5 Things You Can Do To Prepare For An Interview

There’s no perfect equation on how to land your job because everyone has a different style. These tips are here to help guide you in your preparation for the next interview and help you rock it.

Tip 1: Qualify Your References

References are important to companies for many reasons - fact checking, supplemental information, judging your skills, learning about your work attitude, and much more. When you come up with your list you need to keep these items in mind.

Understand the level of the information that will be asked of this person and make sure that the reference has enough data on you. Don’t just leave your reference to make things up. Your reference should know that they’re on your list. If they don’t, shoot them a quick email right now. Include in that email some of the key skills, remind them of the work you’ve done together, and highlight areas that you think they might need a refresher on.

In addition, make sure you let your references know of any changes you have made recently. If your reference knows you from 3 jobs ago, and last you communicated was at job 2, they need to be debriefed that you’ve since moved on to better things or they might feel blind-sided.

Lastly, you don’t want your reference to provide bad/wrong information. Leave out your buddy in the cubicle next to you who probably knows more about your personal life than your work ethic. You would hate that Buddy Bob mentions how efficient you are at work when all you do is hand it off to someone else.

Tip 2: Be Prepared & Be Early

Being prepared is crucial. It’s not enough to do superficial digs on your company. You need to know more than your interviewer. This means going 5 years back to learn more about how the merger went, understanding how the marketing strategy has unfolded since it’s movement into western states, and much more. You need to be able to show that you are invested.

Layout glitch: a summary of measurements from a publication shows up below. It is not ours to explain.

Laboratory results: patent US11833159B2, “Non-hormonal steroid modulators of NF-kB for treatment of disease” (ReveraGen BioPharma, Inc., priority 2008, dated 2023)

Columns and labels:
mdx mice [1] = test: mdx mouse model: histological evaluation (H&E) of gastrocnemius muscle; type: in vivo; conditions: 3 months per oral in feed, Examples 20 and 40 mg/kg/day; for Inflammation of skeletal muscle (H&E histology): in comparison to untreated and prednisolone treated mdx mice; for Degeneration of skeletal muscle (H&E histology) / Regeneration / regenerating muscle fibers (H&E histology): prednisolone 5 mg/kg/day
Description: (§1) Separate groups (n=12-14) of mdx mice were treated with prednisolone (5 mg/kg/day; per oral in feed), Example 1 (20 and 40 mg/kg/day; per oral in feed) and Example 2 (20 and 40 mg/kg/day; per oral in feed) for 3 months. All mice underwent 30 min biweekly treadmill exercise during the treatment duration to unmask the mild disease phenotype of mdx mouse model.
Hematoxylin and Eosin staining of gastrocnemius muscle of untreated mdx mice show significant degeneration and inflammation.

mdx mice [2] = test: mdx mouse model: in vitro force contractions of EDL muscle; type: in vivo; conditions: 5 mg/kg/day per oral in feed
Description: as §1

I was taken aback by this piece of advice, but I feel it necessary to share. It was recommended to arrive 15 minutes early. The caveat is that when you arrive, you must say “I realize I’m early. I don’t mind waiting. I’m here to see X”. You don’t want to intrude on the time they have allotted which is why that line is crucial. This time can be used to mentally relax. Often when you are rushed to get there barely 5 minutes early, you’re so flustered and it's attributed to nervousness. Take that time to inhale deeply. Those 15 minutes could help you in various ways, such as discovering that the front door is only open after 11 am and you have to use the side door or other nuances of the office.

Finally, it gives you a chance to get a feel of the environment you might be working in. Take a look around and see if you think this could be a good culture fit for you.

Tip 3: Stay 2 Levels Above the Dress Code

It’s a common rule of thumb that you only have 7 seconds to make your first impression. Realistically, you probably haven’t spoken in those first 7 seconds, but they have seen what you’re wearing.